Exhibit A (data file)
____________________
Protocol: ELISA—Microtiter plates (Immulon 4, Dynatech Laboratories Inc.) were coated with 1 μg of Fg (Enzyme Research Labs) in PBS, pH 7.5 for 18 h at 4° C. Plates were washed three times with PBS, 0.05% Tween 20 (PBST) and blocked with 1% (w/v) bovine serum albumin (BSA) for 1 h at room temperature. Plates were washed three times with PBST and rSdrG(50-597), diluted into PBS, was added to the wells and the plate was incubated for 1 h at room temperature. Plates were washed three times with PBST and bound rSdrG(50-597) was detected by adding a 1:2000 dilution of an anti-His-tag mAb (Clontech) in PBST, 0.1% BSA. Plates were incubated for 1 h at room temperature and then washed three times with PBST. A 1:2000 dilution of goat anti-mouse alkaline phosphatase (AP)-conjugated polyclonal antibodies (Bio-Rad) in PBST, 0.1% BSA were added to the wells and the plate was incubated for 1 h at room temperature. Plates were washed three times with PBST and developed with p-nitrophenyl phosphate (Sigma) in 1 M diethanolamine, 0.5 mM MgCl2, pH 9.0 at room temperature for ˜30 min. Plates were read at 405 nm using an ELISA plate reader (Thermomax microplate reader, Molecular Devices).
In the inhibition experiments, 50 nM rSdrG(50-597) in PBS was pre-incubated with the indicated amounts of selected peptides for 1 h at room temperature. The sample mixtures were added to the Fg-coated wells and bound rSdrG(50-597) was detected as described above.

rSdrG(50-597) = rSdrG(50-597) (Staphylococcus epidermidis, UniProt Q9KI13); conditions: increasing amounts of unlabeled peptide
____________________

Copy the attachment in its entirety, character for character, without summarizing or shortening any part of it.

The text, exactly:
Protocol: ELISA—Microtiter plates (Immulon 4, Dynatech Laboratories Inc.) were coated with 1 μg of Fg (Enzyme Research Labs) in PBS, pH 7.5 for 18 h at 4° C. Plates were washed three times with PBS, 0.05% Tween 20 (PBST) and blocked with 1% (w/v) bovine serum albumin (BSA) for 1 h at room temperature. Plates were washed three times with PBST and rSdrG(50-597), diluted into PBS, was added to the wells and the plate was incubated for 1 h at room temperature. Plates were washed three times with PBST and bound rSdrG(50-597) was detected by adding a 1:2000 dilution of an anti-His-tag mAb (Clontech) in PBST, 0.1% BSA. Plates were incubated for 1 h at room temperature and then washed three times with PBST. A 1:2000 dilution of goat anti-mouse alkaline phosphatase (AP)-conjugated polyclonal antibodies (Bio-Rad) in PBST, 0.1% BSA were added to the wells and the plate was incubated for 1 h at room temperature. Plates were washed three times with PBST and developed with p-nitrophenyl phosphate (Sigma) in 1 M diethanolamine, 0.5 mM MgCl2, pH 9.0 at room temperature for ˜30 min. Plates were read at 405 nm using an ELISA plate reader (Thermomax microplate reader, Molecular Devices).
In the inhibition experiments, 50 nM rSdrG(50-597) in PBS was pre-incubated with the indicated amounts of selected peptides for 1 h at room temperature. The sample mixtures were added to the Fg-coated wells and bound rSdrG(50-597) was detected as described above.

rSdrG(50-597) = rSdrG(50-597) (Staphylococcus epidermidis, UniProt Q9KI13); conditions: increasing amounts of unlabeled peptide